Validating nodes earn the right to mint by putting up a stake and participating actively in consensus. Minting is dependent on (a) the percentage of the total supply being staked, (b) the stake duration (min./max. staking duration: 2 weeks/1 year), and (c) node uptime (Proof-of-Uptime) and response latency (Proof-of-Responsiveness).
Importantly, at the moment, Snow is a family of leaderless Byzantine fault tolerant protocols. Unlike other protocols that mint new tokens to the elected leader, such as in Bitcoin and most other PoS projects, in Avalanche, all validating nodes participate in consensus and are remunerated proportionally for the service they provide to the network, so the variance of rewards is kept to a minimum, eliminating the need for staking pools. Additionally, transaction fees are not paid to any specific validator either. Instead, fees are burned, thus increasing the scarcity of $AVAX.
Taking advantage of its flexible and parametrizable protocol through governance, Avalanche attempts to take the best of both Keynesian and Austrian economics to eventually reach steady growth and an economic equilibrium. The hope is to develop a network in which there is a significant amount of money velocity (users continually transacting, signaling a healthy and useful economy), very low fees (such that the deflationary effect of burning isn't too powerful), and low minting (to neutralize the aforementioned deflationary force).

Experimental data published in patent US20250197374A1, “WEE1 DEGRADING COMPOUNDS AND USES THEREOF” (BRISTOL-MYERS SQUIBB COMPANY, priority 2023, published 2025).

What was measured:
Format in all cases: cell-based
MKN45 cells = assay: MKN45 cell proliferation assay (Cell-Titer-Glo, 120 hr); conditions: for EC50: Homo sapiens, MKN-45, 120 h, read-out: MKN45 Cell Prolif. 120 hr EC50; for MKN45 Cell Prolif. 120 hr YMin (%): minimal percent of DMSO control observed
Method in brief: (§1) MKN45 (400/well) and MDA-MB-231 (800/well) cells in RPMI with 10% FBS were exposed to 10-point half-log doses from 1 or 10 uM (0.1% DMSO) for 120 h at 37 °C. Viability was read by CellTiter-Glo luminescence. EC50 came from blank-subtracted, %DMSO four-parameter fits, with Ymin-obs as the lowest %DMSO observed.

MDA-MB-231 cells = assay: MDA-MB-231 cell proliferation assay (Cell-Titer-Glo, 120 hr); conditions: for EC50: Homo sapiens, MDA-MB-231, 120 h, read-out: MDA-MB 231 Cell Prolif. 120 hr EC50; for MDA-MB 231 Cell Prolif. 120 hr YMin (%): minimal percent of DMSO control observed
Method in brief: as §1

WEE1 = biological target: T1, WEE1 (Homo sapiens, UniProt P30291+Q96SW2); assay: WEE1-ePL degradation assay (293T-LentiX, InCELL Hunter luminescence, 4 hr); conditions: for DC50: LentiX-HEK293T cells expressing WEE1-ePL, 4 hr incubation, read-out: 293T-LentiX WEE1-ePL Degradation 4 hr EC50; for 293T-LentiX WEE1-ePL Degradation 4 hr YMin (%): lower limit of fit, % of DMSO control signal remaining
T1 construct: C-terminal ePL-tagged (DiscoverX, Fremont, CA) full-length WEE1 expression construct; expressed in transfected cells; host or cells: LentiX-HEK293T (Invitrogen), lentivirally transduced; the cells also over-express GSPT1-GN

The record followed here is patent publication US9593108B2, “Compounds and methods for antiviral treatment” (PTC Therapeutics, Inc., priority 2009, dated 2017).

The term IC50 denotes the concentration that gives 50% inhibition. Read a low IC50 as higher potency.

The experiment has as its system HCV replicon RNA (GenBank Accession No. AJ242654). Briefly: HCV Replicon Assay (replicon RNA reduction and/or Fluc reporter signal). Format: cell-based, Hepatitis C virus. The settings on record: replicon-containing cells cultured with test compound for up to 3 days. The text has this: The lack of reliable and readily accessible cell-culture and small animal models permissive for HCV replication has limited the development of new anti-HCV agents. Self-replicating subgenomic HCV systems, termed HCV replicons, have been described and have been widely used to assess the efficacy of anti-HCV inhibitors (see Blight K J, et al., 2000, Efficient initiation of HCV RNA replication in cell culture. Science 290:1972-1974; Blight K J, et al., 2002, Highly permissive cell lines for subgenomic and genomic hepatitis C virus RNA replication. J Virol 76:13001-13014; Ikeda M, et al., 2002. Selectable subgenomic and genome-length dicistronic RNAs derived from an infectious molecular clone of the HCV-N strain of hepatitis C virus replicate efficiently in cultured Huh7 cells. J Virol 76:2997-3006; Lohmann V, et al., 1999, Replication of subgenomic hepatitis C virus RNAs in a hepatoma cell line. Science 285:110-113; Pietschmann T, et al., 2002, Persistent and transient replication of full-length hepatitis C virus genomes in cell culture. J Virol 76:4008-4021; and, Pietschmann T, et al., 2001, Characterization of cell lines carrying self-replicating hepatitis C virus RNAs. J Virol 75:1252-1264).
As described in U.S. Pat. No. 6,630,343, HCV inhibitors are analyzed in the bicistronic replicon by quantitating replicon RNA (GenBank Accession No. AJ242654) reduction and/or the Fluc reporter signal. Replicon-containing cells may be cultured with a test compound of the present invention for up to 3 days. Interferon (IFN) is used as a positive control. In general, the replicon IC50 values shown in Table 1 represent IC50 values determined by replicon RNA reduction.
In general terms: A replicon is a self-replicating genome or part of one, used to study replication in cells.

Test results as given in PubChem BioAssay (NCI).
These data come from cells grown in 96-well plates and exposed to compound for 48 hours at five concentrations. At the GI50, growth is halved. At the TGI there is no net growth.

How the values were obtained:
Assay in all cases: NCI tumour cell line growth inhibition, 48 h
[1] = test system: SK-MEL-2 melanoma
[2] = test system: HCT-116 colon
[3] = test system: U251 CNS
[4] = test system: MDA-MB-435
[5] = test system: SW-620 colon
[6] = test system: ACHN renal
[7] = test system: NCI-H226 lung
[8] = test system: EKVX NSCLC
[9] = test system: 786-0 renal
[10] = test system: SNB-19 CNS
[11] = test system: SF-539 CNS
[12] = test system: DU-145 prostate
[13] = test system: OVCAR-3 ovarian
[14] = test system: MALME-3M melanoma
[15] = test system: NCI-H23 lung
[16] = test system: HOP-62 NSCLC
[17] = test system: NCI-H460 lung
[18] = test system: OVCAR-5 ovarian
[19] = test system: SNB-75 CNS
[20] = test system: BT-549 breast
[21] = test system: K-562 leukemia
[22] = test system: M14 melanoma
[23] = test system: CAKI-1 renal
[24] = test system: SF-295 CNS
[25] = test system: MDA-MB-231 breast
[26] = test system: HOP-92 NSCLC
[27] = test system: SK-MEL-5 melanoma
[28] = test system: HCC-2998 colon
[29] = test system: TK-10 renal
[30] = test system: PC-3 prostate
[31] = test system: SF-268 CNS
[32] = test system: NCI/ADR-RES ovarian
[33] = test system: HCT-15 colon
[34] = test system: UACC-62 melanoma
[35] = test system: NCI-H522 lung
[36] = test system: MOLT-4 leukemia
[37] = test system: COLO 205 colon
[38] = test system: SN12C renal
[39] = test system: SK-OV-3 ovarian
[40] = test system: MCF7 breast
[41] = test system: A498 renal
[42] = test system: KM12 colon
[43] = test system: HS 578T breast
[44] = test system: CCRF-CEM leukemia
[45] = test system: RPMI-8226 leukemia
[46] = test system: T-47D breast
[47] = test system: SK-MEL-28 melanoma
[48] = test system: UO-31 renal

Avalanche is being developed by a world-class research group that spun out of Cornell University and IC3 (The Initiative for Cryptocurrencies and Contracts) with deep technology and finance experience.
Dr. Emin Gün Sirer, Founder & CEO
Dr. Maofan "Ted" Yin, Founder & Chief Protocol Architect
Kevin Sekniqi, Founder & COO
John Wu, President
Stephen Buttolph. Senior Systems Architect
Plus 30+ additional team members, primarily engineers and business-oriented staff attending all major markets.
Dr. Maureen O'Hara
Robert W. Purcell Professor of Finance at the Johnson Graduate School of Management, Cornell University. Seminal figure in microstructure theory.
COO of Seven Eight Capital. COO of ETF Market Making and Arbitrage at Citadel Securities. COO of Global Execution Services at Bank of America Merrill Lynch. Managing Director of Tower Research Capital.
Plus additional unannounced advisors, which provide specialized knowledge, significant experience, and strong relationships both within and outside the blockchain ecosystem.
In early 2019, Avalanche raised $6 million from venture capital and crypto funds, including a16z, Polychain Capital, Initialized Capital and Metastable, with angel investments from former Coinbase CTO Balaji Srinivasan, Naval Ravikant and Ramtin Naimi of Abstract Ventures. In June 2020, the team raised $12 million from Galaxy Digital, Bitmain, Initialized Capital, NGC Ventures, and Dragonfly Capital, among other individuals.